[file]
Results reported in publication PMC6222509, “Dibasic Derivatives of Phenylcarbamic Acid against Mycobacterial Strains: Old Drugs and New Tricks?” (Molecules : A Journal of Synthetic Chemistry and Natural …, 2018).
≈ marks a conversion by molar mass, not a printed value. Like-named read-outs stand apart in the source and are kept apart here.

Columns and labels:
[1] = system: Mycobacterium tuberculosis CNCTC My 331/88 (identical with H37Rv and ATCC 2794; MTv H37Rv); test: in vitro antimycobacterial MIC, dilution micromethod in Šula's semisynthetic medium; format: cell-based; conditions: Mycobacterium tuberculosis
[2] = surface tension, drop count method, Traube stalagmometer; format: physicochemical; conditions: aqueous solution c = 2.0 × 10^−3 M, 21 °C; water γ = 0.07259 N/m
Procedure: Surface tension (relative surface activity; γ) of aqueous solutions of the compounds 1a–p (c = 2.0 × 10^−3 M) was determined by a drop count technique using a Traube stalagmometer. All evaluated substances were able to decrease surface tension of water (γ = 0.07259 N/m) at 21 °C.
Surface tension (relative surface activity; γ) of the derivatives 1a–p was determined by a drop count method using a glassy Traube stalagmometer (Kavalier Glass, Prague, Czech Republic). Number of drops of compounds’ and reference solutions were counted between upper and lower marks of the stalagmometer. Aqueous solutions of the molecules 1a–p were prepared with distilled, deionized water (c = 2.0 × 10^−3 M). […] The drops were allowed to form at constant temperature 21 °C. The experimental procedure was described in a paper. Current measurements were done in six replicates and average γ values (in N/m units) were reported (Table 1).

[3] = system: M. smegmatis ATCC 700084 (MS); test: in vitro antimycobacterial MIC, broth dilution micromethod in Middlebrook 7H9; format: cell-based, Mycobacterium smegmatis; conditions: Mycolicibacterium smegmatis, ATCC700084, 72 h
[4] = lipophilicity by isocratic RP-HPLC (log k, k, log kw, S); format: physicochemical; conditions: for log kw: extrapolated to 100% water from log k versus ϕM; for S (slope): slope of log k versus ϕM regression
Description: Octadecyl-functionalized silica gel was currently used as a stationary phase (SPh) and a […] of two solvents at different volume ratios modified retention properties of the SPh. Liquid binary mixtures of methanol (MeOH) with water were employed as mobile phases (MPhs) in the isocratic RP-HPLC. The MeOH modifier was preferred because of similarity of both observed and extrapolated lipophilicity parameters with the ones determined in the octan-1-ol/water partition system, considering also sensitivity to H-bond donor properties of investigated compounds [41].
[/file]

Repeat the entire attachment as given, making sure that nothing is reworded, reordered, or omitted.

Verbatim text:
Results reported in publication PMC6222509, “Dibasic Derivatives of Phenylcarbamic Acid against Mycobacterial Strains: Old Drugs and New Tricks?” (Molecules : A Journal of Synthetic Chemistry and Natural …, 2018).
≈ marks a conversion by molar mass, not a printed value. Like-named read-outs stand apart in the source and are kept apart here.

Columns and labels:
[1] = system: Mycobacterium tuberculosis CNCTC My 331/88 (identical with H37Rv and ATCC 2794; MTv H37Rv); test: in vitro antimycobacterial MIC, dilution micromethod in Šula's semisynthetic medium; format: cell-based; conditions: Mycobacterium tuberculosis
[2] = surface tension, drop count method, Traube stalagmometer; format: physicochemical; conditions: aqueous solution c = 2.0 × 10^−3 M, 21 °C; water γ = 0.07259 N/m
Procedure: Surface tension (relative surface activity; γ) of aqueous solutions of the compounds 1a–p (c = 2.0 × 10^−3 M) was determined by a drop count technique using a Traube stalagmometer. All evaluated substances were able to decrease surface tension of water (γ = 0.07259 N/m) at 21 °C.
Surface tension (relative surface activity; γ) of the derivatives 1a–p was determined by a drop count method using a glassy Traube stalagmometer (Kavalier Glass, Prague, Czech Republic). Number of drops of compounds’ and reference solutions were counted between upper and lower marks of the stalagmometer. Aqueous solutions of the molecules 1a–p were prepared with distilled, deionized water (c = 2.0 × 10^−3 M). […] The drops were allowed to form at constant temperature 21 °C. The experimental procedure was described in a paper. Current measurements were done in six replicates and average γ values (in N/m units) were reported (Table 1).

[3] = system: M. smegmatis ATCC 700084 (MS); test: in vitro antimycobacterial MIC, broth dilution micromethod in Middlebrook 7H9; format: cell-based, Mycobacterium smegmatis; conditions: Mycolicibacterium smegmatis, ATCC700084, 72 h
[4] = lipophilicity by isocratic RP-HPLC (log k, k, log kw, S); format: physicochemical; conditions: for log kw: extrapolated to 100% water from log k versus ϕM; for S (slope): slope of log k versus ϕM regression
Description: Octadecyl-functionalized silica gel was currently used as a stationary phase (SPh) and a […] of two solvents at different volume ratios modified retention properties of the SPh. Liquid binary mixtures of methanol (MeOH) with water were employed as mobile phases (MPhs) in the isocratic RP-HPLC. The MeOH modifier was preferred because of similarity of both observed and extrapolated lipophilicity parameters with the ones determined in the octan-1-ol/water partition system, considering also sensitivity to H-bond donor properties of investigated compounds [41].